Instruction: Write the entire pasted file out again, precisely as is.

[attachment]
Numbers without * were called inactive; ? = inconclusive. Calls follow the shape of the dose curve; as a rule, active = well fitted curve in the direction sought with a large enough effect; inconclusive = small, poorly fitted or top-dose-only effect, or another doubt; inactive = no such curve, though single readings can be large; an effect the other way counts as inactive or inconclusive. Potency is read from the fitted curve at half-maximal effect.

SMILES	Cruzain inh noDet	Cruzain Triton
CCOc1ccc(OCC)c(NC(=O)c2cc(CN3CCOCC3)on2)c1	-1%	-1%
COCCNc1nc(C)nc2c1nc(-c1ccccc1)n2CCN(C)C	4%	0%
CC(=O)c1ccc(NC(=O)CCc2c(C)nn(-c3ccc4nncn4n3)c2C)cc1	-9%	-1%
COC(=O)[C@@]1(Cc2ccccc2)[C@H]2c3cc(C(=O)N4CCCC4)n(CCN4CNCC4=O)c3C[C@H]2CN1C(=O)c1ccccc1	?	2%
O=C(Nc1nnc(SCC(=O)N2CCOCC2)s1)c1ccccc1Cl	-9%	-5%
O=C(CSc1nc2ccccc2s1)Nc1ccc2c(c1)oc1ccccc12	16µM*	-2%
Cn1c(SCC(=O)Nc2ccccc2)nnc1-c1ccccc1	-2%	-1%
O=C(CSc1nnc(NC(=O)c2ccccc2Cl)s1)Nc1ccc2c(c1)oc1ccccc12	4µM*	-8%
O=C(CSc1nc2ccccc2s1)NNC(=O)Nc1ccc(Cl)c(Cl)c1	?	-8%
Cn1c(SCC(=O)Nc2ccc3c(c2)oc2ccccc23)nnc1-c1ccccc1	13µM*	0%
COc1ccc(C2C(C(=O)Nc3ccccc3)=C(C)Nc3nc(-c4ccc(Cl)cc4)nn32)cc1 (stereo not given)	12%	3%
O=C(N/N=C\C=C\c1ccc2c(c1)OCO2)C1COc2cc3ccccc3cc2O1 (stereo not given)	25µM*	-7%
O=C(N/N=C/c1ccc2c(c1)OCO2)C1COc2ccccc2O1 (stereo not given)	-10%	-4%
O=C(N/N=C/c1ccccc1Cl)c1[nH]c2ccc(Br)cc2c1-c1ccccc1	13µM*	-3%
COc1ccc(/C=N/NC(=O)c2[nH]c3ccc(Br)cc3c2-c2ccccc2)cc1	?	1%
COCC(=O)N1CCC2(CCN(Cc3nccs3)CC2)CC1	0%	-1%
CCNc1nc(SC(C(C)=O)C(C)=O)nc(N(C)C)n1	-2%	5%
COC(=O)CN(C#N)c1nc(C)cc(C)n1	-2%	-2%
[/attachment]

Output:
Numbers without * were called inactive; ? = inconclusive. Calls follow the shape of the dose curve; as a rule, active = well fitted curve in the direction sought with a large enough effect; inconclusive = small, poorly fitted or top-dose-only effect, or another doubt; inactive = no such curve, though single readings can be large; an effect the other way counts as inactive or inconclusive. Potency is read from the fitted curve at half-maximal effect.

SMILES	Cruzain inh noDet	Cruzain Triton
CCOc1ccc(OCC)c(NC(=O)c2cc(CN3CCOCC3)on2)c1	-1%	-1%
COCCNc1nc(C)nc2c1nc(-c1ccccc1)n2CCN(C)C	4%	0%
CC(=O)c1ccc(NC(=O)CCc2c(C)nn(-c3ccc4nncn4n3)c2C)cc1	-9%	-1%
COC(=O)[C@@]1(Cc2ccccc2)[C@H]2c3cc(C(=O)N4CCCC4)n(CCN4CNCC4=O)c3C[C@H]2CN1C(=O)c1ccccc1	?	2%
O=C(Nc1nnc(SCC(=O)N2CCOCC2)s1)c1ccccc1Cl	-9%	-5%
O=C(CSc1nc2ccccc2s1)Nc1ccc2c(c1)oc1ccccc12	16µM*	-2%
Cn1c(SCC(=O)Nc2ccccc2)nnc1-c1ccccc1	-2%	-1%
O=C(CSc1nnc(NC(=O)c2ccccc2Cl)s1)Nc1ccc2c(c1)oc1ccccc12	4µM*	-8%
O=C(CSc1nc2ccccc2s1)NNC(=O)Nc1ccc(Cl)c(Cl)c1	?	-8%
Cn1c(SCC(=O)Nc2ccc3c(c2)oc2ccccc23)nnc1-c1ccccc1	13µM*	0%
COc1ccc(C2C(C(=O)Nc3ccccc3)=C(C)Nc3nc(-c4ccc(Cl)cc4)nn32)cc1 (stereo not given)	12%	3%
O=C(N/N=C\C=C\c1ccc2c(c1)OCO2)C1COc2cc3ccccc3cc2O1 (stereo not given)	25µM*	-7%
O=C(N/N=C/c1ccc2c(c1)OCO2)C1COc2ccccc2O1 (stereo not given)	-10%	-4%
O=C(N/N=C/c1ccccc1Cl)c1[nH]c2ccc(Br)cc2c1-c1ccccc1	13µM*	-3%
COc1ccc(/C=N/NC(=O)c2[nH]c3ccc(Br)cc3c2-c2ccccc2)cc1	?	1%
COCC(=O)N1CCC2(CCN(Cc3nccs3)CC2)CC1	0%	-1%
CCNc1nc(SC(C(C)=O)C(C)=O)nc(N(C)C)n1	-2%	5%
COC(=O)CN(C#N)c1nc(C)cc(C)n1	-2%	-2%